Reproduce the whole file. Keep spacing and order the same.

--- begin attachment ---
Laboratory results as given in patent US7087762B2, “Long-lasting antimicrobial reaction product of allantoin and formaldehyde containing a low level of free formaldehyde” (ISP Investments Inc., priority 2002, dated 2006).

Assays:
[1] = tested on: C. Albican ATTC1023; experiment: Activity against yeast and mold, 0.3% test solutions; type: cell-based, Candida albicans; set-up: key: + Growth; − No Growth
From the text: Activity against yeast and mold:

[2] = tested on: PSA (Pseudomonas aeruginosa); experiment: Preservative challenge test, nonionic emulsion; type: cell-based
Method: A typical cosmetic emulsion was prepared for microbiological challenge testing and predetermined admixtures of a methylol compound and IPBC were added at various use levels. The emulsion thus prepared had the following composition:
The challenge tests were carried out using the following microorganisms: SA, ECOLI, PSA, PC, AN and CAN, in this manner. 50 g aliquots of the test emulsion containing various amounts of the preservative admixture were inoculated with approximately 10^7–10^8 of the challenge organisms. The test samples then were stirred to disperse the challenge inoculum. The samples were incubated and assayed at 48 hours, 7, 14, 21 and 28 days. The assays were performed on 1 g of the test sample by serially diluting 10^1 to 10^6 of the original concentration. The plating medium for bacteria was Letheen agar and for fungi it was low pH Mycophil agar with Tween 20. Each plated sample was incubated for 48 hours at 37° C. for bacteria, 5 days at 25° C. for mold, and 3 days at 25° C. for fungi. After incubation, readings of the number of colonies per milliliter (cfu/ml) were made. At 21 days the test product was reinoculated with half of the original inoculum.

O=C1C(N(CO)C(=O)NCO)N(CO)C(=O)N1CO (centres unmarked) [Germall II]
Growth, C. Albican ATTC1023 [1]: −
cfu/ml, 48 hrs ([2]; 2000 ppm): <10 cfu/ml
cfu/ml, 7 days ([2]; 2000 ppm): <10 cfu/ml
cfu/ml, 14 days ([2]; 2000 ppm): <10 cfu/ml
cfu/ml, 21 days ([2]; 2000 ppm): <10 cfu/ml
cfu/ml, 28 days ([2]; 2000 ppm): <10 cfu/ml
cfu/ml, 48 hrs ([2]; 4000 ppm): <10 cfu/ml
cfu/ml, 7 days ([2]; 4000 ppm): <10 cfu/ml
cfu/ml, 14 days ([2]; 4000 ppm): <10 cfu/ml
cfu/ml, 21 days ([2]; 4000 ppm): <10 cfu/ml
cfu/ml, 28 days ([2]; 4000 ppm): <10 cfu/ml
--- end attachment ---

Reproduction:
Laboratory results as given in patent US7087762B2, “Long-lasting antimicrobial reaction product of allantoin and formaldehyde containing a low level of free formaldehyde” (ISP Investments Inc., priority 2002, dated 2006).

Assays:
[1] = tested on: C. Albican ATTC1023; experiment: Activity against yeast and mold, 0.3% test solutions; type: cell-based, Candida albicans; set-up: key: + Growth; − No Growth
From the text: Activity against yeast and mold:

[2] = tested on: PSA (Pseudomonas aeruginosa); experiment: Preservative challenge test, nonionic emulsion; type: cell-based
Method: A typical cosmetic emulsion was prepared for microbiological challenge testing and predetermined admixtures of a methylol compound and IPBC were added at various use levels. The emulsion thus prepared had the following composition:
The challenge tests were carried out using the following microorganisms: SA, ECOLI, PSA, PC, AN and CAN, in this manner. 50 g aliquots of the test emulsion containing various amounts of the preservative admixture were inoculated with approximately 10^7–10^8 of the challenge organisms. The test samples then were stirred to disperse the challenge inoculum. The samples were incubated and assayed at 48 hours, 7, 14, 21 and 28 days. The assays were performed on 1 g of the test sample by serially diluting 10^1 to 10^6 of the original concentration. The plating medium for bacteria was Letheen agar and for fungi it was low pH Mycophil agar with Tween 20. Each plated sample was incubated for 48 hours at 37° C. for bacteria, 5 days at 25° C. for mold, and 3 days at 25° C. for fungi. After incubation, readings of the number of colonies per milliliter (cfu/ml) were made. At 21 days the test product was reinoculated with half of the original inoculum.

O=C1C(N(CO)C(=O)NCO)N(CO)C(=O)N1CO (centres unmarked) [Germall II]
Growth, C. Albican ATTC1023 [1]: −
cfu/ml, 48 hrs ([2]; 2000 ppm): <10 cfu/ml
cfu/ml, 7 days ([2]; 2000 ppm): <10 cfu/ml
cfu/ml, 14 days ([2]; 2000 ppm): <10 cfu/ml
cfu/ml, 21 days ([2]; 2000 ppm): <10 cfu/ml
cfu/ml, 28 days ([2]; 2000 ppm): <10 cfu/ml
cfu/ml, 48 hrs ([2]; 4000 ppm): <10 cfu/ml
cfu/ml, 7 days ([2]; 4000 ppm): <10 cfu/ml
cfu/ml, 14 days ([2]; 4000 ppm): <10 cfu/ml
cfu/ml, 21 days ([2]; 4000 ppm): <10 cfu/ml
cfu/ml, 28 days ([2]; 4000 ppm): <10 cfu/ml